A decrease in maxillary sinus pressure, as seen in upper airway allergy or infection, results in an increase in upper airway nitric oxide levels.

Research output: Contribution to journalArticle

Bibtex

@article{a34dea5c65cb4810a2a4cba5c93b963a,
title = "A decrease in maxillary sinus pressure, as seen in upper airway allergy or infection, results in an increase in upper airway nitric oxide levels.",
keywords = "Adult, Airway Resistance, Atmosphere Exposure Chambers, Female, Human, Male, Maxillary Sinus: physiology, Non-U.S. Gov't, Nitric Oxide: metabolism, Pressure, Respiratory Hypersensitivity: physiopathology, Respiratory Tract Infections: physiopathology, Rhinomanometry, Support",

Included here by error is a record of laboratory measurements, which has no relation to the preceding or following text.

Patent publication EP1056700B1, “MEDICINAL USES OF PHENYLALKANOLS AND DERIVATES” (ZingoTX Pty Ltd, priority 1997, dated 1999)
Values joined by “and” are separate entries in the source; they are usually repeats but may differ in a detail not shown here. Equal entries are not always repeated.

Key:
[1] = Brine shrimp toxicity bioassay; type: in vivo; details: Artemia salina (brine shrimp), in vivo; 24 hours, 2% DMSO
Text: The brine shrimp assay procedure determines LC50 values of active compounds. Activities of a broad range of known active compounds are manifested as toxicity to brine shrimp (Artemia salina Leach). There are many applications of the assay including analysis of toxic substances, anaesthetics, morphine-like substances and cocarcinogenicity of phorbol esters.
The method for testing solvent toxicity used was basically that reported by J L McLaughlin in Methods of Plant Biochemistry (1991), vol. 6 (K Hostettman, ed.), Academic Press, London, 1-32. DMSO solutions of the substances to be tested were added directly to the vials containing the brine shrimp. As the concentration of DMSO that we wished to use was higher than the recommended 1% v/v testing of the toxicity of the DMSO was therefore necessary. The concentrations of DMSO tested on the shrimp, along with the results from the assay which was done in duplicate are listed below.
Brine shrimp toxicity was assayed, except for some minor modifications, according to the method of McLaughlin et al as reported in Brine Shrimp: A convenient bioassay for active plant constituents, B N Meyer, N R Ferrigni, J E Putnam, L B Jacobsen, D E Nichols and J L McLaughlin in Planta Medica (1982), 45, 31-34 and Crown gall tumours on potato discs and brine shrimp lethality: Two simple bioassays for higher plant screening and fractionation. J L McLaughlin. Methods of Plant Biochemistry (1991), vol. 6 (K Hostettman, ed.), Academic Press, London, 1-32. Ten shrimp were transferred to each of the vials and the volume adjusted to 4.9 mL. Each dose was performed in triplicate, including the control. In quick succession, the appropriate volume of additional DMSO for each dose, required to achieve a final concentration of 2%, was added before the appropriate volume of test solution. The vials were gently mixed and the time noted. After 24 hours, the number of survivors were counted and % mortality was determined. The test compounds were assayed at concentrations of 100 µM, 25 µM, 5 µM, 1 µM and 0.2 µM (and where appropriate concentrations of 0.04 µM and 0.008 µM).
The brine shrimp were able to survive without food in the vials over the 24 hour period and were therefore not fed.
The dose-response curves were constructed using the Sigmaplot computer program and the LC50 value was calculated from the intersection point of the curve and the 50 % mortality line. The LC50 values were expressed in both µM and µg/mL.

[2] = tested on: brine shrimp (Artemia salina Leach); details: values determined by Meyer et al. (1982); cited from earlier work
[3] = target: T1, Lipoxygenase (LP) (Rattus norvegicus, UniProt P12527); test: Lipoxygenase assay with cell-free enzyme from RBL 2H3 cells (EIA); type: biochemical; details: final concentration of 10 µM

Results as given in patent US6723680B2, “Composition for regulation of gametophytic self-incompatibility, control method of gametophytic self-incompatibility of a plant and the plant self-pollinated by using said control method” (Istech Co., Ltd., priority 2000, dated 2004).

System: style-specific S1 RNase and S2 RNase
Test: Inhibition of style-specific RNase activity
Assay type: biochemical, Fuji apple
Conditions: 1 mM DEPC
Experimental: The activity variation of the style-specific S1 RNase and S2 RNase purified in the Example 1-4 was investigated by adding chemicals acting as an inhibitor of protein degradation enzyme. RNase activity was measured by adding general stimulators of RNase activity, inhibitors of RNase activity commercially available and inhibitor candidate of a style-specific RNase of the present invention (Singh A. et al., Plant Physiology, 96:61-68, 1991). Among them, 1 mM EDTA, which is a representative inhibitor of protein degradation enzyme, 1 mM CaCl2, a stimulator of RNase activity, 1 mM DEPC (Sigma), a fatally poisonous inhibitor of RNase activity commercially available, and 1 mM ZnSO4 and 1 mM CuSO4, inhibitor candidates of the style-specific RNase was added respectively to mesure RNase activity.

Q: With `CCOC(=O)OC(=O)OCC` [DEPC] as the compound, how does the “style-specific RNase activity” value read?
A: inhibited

author = "Andersson, {Jens A} and Anders Cervin and Sven Lindberg and Rolf Uddman and Lars-Olaf Cardell",
year = "2002",
doi = "10.1080/00016480260092336",
language = "English",
volume = "122",
pages = "520--523",
journal = "Acta Oto-Laryngologica",
issn = "1651-2251",
publisher = "Taylor & Francis",
number = "5",

}